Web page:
- In reporting its latest work to enable increased health IT use to lead to improved health data exchange interoperability to Congress, the Office of the National Coordinator for Health Information Technology (ONC) has identified “critical” actions necessary for advancing healthcare interoperability in the near term.
The actions comprising the bulk of ONC’s most recent annual report to Congress on the state of health IT across the country are threefold: promoting the use of common health IT standards, building use cases for healthcare interoperability, and changing attitudes around patient access to health information.
The ONC report makes clear that the table is set for improving the flow of electronic health information.
“Today, most hospitals and physicians report use of certified health IT. The health care system is seeing unprecedented levels of electronic health information exchange. And patients, clinicians, hospitals, communities, scientists, and researchers have experienced tangible benefits, such as reduced drug-drug or drug-allergy errors and more efficient and coordinated care,” the federal states.
“But despite this widespread progress in modernizing the U.S. health IT infrastructure,” it continues, “there is more work to do to achieve truly seamless and secure flow of electronic health information for all clinicians, hospitals, communities, and individuals.”
This is where the aforementioned health data exchange-related actions come into play.
The first action focuses on using recognized health IT standards to unlock data in current systems and make them available to other stakeholders and new and emerging technologies through the use of application programming interfaces (APIs).
One such API identified in the report is Fast Healthcare Interoperability Resources (FHIR), which ONC has promoted the use of via its health IT certification criteria as recently as the 2015 Edition and contests focused on operationalizing the set of specifications and API.
As HL7 CEO Charles Jaffe, MD, PhD, told HealthITInteroperability.com this past summer, those looking to take advantage of the potential of FHIR and API use should avoid viewing the draft status health IT standard and API as a sign of its lack of readiness.
"ONC is entirely behind the use of FHIR, but the fact is that the marketplace will decide the utility of FHIR," he maintained. "We use the WIFI standard, which has always been a draft standard, so now we're up to 802.11ac. The industry is making modems and receivers to use that specification. It's not a normative standard, yet it works, yet it's hundreds of times faster than we had 2-3 years ago. Whether ANSI gives it its blessing or not, we have advances in technology which make it difference in how we communicate. And I believe FHIR will be the same way."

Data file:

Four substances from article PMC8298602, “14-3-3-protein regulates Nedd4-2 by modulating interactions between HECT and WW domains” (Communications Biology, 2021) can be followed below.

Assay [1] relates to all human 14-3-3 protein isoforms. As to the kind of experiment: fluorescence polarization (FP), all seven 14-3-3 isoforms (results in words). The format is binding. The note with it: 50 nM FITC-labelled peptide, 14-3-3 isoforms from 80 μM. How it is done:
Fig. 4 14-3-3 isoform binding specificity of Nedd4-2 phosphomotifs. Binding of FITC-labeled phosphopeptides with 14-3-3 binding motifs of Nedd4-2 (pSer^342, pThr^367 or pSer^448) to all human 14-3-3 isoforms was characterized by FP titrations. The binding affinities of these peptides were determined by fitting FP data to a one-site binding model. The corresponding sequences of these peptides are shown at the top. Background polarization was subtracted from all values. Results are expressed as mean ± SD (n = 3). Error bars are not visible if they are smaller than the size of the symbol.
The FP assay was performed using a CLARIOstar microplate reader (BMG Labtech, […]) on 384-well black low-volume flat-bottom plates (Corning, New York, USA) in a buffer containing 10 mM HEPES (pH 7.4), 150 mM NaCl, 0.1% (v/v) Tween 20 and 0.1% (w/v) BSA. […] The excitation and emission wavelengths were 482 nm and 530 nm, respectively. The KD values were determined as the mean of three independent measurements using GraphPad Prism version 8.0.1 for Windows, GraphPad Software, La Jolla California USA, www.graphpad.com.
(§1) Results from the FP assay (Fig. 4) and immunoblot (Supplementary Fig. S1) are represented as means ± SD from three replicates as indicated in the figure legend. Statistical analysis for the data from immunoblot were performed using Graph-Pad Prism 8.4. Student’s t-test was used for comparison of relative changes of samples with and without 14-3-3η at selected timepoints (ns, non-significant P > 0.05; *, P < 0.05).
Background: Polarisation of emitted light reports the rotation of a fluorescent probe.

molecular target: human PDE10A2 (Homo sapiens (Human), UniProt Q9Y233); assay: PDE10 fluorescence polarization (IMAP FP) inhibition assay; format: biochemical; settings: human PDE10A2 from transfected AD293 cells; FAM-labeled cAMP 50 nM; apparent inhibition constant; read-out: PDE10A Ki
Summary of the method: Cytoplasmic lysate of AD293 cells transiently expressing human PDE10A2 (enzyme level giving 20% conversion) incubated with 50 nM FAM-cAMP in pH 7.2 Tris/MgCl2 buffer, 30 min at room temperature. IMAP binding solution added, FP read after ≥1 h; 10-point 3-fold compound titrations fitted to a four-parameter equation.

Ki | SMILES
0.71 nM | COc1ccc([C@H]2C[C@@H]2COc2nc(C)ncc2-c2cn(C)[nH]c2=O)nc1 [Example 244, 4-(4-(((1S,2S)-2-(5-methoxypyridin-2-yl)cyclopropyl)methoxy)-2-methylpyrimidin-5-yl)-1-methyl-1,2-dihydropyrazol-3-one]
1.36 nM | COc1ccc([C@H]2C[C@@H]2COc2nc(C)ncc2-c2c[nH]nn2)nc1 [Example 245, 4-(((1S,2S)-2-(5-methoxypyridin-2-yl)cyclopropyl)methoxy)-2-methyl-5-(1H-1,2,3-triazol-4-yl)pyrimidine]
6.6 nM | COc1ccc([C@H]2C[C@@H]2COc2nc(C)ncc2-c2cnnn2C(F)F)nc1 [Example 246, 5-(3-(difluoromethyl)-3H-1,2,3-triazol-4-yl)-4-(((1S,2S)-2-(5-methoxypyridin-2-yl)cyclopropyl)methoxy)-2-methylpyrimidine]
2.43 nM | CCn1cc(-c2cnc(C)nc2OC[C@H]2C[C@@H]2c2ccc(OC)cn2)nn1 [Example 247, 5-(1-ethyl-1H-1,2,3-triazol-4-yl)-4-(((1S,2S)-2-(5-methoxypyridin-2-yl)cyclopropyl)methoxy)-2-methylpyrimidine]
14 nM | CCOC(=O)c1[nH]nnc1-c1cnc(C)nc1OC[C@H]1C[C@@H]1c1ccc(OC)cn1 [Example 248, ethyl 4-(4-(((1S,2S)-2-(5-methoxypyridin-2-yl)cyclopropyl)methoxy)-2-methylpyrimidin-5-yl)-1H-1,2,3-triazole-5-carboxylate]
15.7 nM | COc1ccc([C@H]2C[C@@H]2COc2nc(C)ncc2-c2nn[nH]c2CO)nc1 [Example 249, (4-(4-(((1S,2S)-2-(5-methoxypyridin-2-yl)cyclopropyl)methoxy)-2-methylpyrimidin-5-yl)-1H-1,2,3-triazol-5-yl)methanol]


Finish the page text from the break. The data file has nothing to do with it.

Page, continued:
Beyond promoting common health IT standard and API use, sharing real-world use cases for healthcare interoperability represents a second critical action to improving health data exchange in the near-term at ONC.
The ONC report to Congress singles out programs such as the Quality Payment Program and other value-based care initiatives as part of as well as outside of MACRA implementation as the means for demonstrating the benefits of effective health data exchange to care coordination, patient outcomes, and resource use. Likewise, the report calls for moving beyond EHR Incentive Programs and meaningful use requirements as primary drivers of information sharing.
Proof of the value in that rationale was on display at DirectTrust which announced significant growth in the use of Direct standard for health data exchange between the third quarters of 2015 and 2016. Over that time, the number of healthcare organizations connected to DirectTrust health information service providers (HISPs) and using Direct exchange increased by 62 percent to 69,000 organizations, and the number of transactions grew by 64 percent to approximately 22 million.
DirectTrust President & CEO David Kibbe, MD, MBA, attributed the growth to use cases beyond the EHR Incentive Programs and meaningful use, whose requirements for health data exchange have promoted Direct.
“We’ve entered a new phase of growth for Direct exchange; one in which Meaningful Use (MU) is no longer the single major driver of adoption," he said. "New and often innovative use-cases are springing up in which Direct replaces fax, phone, and/or mail in the workflows of healthcare-related organizations whose professionals don’t necessarily use EHRs and don’t directly benefit from the MU incentive bonuses."
Lastly, ONC called attention to the need to foster a culture of robust health data exchange, highlighting its recent work to discourage information blocking and perform direct review of certified EHR technology and other health IT systems to ensure their performance remains in line certification criteria.
Weeks ago, National Coordinator Vindell Washington, MD, MHCM, addressed the unintended effects of HIPAA on the propensity of providers to participate in health information exchange as part as a keynote address at a healthcare journalism workshop.
“People insist that HIPAA makes it difficult, if not impossible, to move electronic health data when and where it is needed for patient care and health. I wish I could talk to every doc and patient in the country to tell them, ‘This just isn’t true.’ But unfortunately, this misconception is widespread,” he said.
While the ONC report to Congress includes a significant amount of focus on new regulatory actions, these address symptoms of condition tied in large part to pre-existing regulations and the demands on providers to compete for dollars. More than likely the transition to value-based care underway within the Centers for Medicare & Medicaid Services (CMS) stands more of a chance at removing cultural obstacles to information sharing by tying payment to health data exchange.